Version 13 of the Unicode Standard — the world’s leading standard for characters, symbols, and emoji — was announced in . The addition of the Creative Commons (CC) license symbols caught my interest among the 5390 new characters added in version 13.
Creative Commons is a set of permissive free-culture licenses that are meant to encourage sharing. Think of it as the open-source code for creative works. Read the Creative Commons License Primer if you’re unfamiliar with their licenses. The different CC licenses are associated with symbols that represent what rights the license restricts. For example, the 🄏 non-commercial symbol is used to represent licenses that restrict commercial exploitation.
The below table shows the new licensing symbols that were introduced in Unicode 13. The first one is technically the mathematical “circled equals” symbol that has been part of Unicode Standard for years. However, it was given a secondary meaning applicable for use with Creative Commons in Unicode 13.
|U+1F10D||🄍||No rights reserved|
I was excited to use these symbols on my websites. However, no system fonts — font files pre-installed with operating systems — support these new characters yet. Even if some system fonts added these characters today, the updated versions won’t reach visitors’ devices until a couple of years from now.
You may be screaming “webfonts” at the top of your voice by this point, and you wouldn’t be wrong. That’s how your web browser [hopefully] is rendering the above symbols. However, I prefer using locally installed fonts whenever possible. Webfonts are large blocks of data that waste bandwidth and are slow to render on low-end devices.
I don’t even use the symbols on every page. Only some articles on this website contain Creative Commons licensed materials. Luckily, the Cascading Style Sheet (CSS) standard has a good solution for adding a fallback font for specific characters. This solution is supported in all modern mobile and desktop web browsers.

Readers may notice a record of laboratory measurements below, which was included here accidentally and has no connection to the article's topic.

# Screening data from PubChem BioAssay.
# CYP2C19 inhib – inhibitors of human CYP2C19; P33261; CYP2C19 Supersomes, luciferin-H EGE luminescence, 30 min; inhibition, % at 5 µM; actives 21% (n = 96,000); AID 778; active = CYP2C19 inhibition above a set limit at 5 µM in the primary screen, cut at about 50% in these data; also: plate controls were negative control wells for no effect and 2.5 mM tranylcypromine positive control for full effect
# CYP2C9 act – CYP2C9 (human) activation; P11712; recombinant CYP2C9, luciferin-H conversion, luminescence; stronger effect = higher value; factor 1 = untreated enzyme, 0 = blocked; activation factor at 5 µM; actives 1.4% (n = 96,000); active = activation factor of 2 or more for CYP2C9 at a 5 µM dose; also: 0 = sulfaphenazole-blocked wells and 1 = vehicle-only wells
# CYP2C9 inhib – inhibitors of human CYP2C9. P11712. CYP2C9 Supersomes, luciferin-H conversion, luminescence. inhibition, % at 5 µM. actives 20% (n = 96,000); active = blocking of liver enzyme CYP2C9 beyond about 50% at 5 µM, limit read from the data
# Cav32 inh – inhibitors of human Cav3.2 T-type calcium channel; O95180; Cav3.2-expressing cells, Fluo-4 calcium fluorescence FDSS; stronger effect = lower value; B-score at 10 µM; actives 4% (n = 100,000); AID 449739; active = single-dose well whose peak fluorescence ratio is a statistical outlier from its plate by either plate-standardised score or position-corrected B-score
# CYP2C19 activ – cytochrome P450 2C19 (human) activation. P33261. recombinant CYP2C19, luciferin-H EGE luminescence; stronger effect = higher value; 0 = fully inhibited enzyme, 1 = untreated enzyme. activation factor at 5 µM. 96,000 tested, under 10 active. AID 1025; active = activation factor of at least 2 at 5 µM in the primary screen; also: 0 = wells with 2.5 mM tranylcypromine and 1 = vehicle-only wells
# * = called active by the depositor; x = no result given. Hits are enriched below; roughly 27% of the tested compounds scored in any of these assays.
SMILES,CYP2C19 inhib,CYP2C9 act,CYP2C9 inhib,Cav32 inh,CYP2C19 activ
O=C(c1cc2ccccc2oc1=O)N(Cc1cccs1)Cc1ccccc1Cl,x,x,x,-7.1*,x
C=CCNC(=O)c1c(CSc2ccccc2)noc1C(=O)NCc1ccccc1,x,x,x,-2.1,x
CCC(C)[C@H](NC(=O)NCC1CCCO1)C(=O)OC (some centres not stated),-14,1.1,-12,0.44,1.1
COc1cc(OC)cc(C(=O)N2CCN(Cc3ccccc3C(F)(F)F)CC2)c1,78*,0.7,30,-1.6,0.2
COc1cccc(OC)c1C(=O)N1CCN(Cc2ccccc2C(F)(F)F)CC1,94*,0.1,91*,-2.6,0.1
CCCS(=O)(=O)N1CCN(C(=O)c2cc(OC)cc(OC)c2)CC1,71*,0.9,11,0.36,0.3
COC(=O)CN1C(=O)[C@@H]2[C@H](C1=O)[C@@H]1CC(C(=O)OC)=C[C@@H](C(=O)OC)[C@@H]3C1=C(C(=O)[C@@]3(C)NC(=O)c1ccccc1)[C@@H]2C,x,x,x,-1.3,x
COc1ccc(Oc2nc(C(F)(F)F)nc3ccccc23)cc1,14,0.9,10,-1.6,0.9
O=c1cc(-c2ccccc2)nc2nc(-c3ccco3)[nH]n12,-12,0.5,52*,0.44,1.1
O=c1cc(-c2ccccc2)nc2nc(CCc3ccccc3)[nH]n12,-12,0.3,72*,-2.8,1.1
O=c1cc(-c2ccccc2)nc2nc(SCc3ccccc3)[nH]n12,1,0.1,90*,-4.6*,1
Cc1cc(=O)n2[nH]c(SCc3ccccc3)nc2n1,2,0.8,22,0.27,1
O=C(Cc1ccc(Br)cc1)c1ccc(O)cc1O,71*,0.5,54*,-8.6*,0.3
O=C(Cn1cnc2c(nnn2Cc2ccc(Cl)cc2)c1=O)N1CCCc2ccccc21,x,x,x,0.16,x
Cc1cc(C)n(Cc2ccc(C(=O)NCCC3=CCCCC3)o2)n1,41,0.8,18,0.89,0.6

Modern web browsers won’t download fonts it won’t need. The CSS
font-family attribute can contain a comma-separated list of font files. Web browsers will pick fonts from left to right in the list until it finds one that is already installed or that it knows how to download. More importantly, this process is repeated for individual characters that are missing in the preferred font. The browser will check local fonts for the characters and fallback to download the font with the newer Unicode characters on demand.
I created a minimal webfont that only contains the copyright symbol and the new CC license symbols (eight in total). The copyright symbol (a circled letter C) is frequently used in conjunction with license information. It’s visually similar to the circled CC license symbols. I thought it would be visually pleasing with a matching set of symbols.
You can download CC Symbols, my Unicode-compatible Creative Commons Symbols font. The download contains the font in WOFF2 format 1,9 KiB, and WOFF format 3,8 KiB for older web browsers. For context: the SVG version — a vector file format so comparable to the symbol information stored in a font — of just the 🅭 circled CC symbol downloaded from the CC website is 2,4 KiB.
The download also contains an installable TrueType font (TTF) and the FontForge source file (SFD) for those who want to modify the font. These last two aren’t suitable for use on the web. You should be able to use the new symbols in any Unicode-compatible application after installing the font on your computer.
The symbols in the font a based on the Unicode Standard reference symbols. I waive all copyright to the font and release it into the 🅮 public domain.
This font is a good example of the compression innovations that went into WOFF2. You can provide both fonts as an option, as shown in the code example below, and newer browsers will download the smaller WOFF2 file. Older browsers will need to download double the amount of data for the WOFF version.
To incorporate this fallback font on a website, you’ll need to define a
font-face and apply it to an element on your page, e.g. the
body element. You’ll then be able to use the characters anywhere on the page. The following example defines a
font-face called “CCSymbols”, instructs the browser where to download the font files (the
src property), and what characters are included in the font (the
Browsers will prefer rendering the characters from the named font, followed by any local
sans-serif font, and then download the CCSymbols webfont as a last resort for these characters. The font will only be downloaded if any copyright symbol or CC license symbol is found in the document. You can move the CCSymbols font to the front of the list if you want to use the visually-consistent copyright symbol found in the font. Other characters will be rendered from the next option in your font list.
Other existing fonts also incorporate the Creative Commons license symbols. There is even one provided on the CC website and another as part of the Font Awesome icon collection. Neither of these fonts uses the new Unicode 13 character codes and thus won’t render them correctly. These older fonts instead use font-specific private area codes in Unicode that means the characters aren’t interoperable with other Unicode Standard compliant fonts.
The circled CC symbol is a trademark of Creative Commons. As far as I’ve been able to establish, this is the first time that a trademarked symbol has been included in the Unicode Standard.